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Programme for teachers


HEDC provides wide-ranging opportunities for academic staff with teaching responsibilities.

We offer support from one-to-one consultancies to improve aspects of teaching or academic life at Otago, through to online self-help resources and more formal staff development workshops.

If you have questions about teaching, email Dr Vijay Mallan at

If you are unsure which services you require, please email HEDC reception or phone +64 3 479 8492.

Workshops for teachers 2019

To register for any of the workshops below go to the HEDC workshop registration page.

Design Studio for technology-enhanced lesson design (via Zoom or face-to-face) January 21-April 15, 14 x 1 Hour sessions 11.00am-12.00pm & 12.00-1.00pm
Critical online discussions with Padlet (via Zoom) February 4 11.00am-1.00pm
Active learning strategies with Zoom (via Zoom) February 25 9.30-11.30am
Sandbox session - Active learning with Zoom (via Zoom) March 4 9.30-11.30am
Planning and designing flipped learning March 11 1.00-3.00pm
Lecturing and large group teaching March 14 1.00-2.00pm
Planning and designing flipped learning (via Zoom) March 15 11.00am-1.00pm
Intercultural communication: Session 1 - Knowing me and knowing you (a-ha!) April 30 9.00-10.30am
Threshold concepts and decoding the discipline May 13 10.00am-12.00pm
Intercultural communication: Session 2 - Barriers and bridges May 15 9.00-10.30am
Course design May 28 10.00am-12.00pm
Designing a course with strong links to research July 17 1.00-4.00pm
Small group teaching July 18 1.00-2.00pm
Classroom assessment September 11 1.00-3.00pm
Course design September 23 10.00am-12.00pm
Teaching culturally diverse classes - good practice ideas September 27 10.00am-12.00pm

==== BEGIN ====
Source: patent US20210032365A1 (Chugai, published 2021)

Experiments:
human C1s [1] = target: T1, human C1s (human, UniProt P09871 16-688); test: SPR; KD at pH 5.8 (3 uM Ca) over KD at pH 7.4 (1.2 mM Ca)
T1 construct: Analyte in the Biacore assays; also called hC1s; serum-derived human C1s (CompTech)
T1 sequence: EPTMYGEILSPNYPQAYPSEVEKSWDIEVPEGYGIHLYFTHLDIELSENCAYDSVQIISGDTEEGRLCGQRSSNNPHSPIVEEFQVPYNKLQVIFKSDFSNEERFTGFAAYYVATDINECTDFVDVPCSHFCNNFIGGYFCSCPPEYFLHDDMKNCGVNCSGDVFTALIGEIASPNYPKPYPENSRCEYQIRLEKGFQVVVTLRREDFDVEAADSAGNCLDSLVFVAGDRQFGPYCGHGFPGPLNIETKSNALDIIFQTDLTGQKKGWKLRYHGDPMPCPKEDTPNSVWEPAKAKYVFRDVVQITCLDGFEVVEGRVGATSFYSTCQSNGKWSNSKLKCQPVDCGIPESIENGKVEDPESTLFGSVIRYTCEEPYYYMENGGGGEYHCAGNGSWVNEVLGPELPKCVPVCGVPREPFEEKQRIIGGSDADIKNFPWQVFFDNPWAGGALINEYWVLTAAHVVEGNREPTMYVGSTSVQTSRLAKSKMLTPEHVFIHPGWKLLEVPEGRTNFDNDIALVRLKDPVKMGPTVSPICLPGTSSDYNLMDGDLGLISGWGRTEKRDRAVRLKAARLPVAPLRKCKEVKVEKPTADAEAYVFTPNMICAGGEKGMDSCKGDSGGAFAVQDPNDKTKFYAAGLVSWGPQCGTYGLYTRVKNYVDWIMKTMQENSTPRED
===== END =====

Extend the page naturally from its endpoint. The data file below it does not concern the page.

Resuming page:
Threshold concepts and decoding the discipline October 22 10.00am-12.00pm


Useful documents

Guidelines for teaching at Otago (PDF)

Guidelines for learning (PDF)

Otago Teaching Learning Plan 2013-2020  (PDF)

Designing courses

Designing courses typically involves three steps:

  1. Determining the learning outcomes – what should your students know and be able to do by the end of your course or paper? How do these outcomes relate to the graduate attributes for the degree programme?
  2. Designing the assessment – how will you assess whether your students have achieved the learning outcomes?
  3. Determining the teaching methods that will be used – what will students do so they achieve the learning outcomes?

The key to effective course design is to have alignment between what you aim for students to learn, and how you teach and assess.

Planning your teaching: Curriculum, course design and delivery

The following video explains the process of course design. It is about 40 minutes long, but there are places where you can pause and apply the principles of course design to your own teaching. If possible, watching with a group is better than viewing it on your own. With pauses for activities and discussion it would take 1.5 hours. Below are handouts to refer to while you watch this video.


The last document is designed as a template for designing your course outline and can be adapted to meet your own course requirements. Guidelines are included. 

Teaching methods

The following information relates to communicating to large groups. If you would like information about facilitating group work in a two-way exchange, you will find some useful guides and information in the tutoring and demonstrating section.

Lecturing – small changes, big difference (PDF)
This comprehensive guide offers an overview of important aspects such as planning and organising lectures, being in touch with your students’ learning processes and designing lecture handouts.

Creating respectful learning environments (PDF)
It is important to create motivation for students to learn. Although not everything will be interesting to everyone, creating wide appeal will engage more students more thoroughly.

Teaching in diverse classrooms (PDF)
A guide to creating flexible learning processes and environments.

Cooperative learning structures (PDF)
A practical description of some cooperative learning structures, helpful for group scenarios.


Principles of assessment

What and how students learn depends on how they think they will be assessed! There are two main types of assessment:

  • Formative – used to improve teaching and learning; gives feedback
  • Summative – to grade students or to accredit. Note that for summative assessment, it should be criterion-referenced, which determines how well each student has mastered or developed the knowledge and skills (rather than norm-referenced – which gives the relative standing of students).

Useful Links

Guidelines for the assessment of student performance

The University of Otago Graduate Profile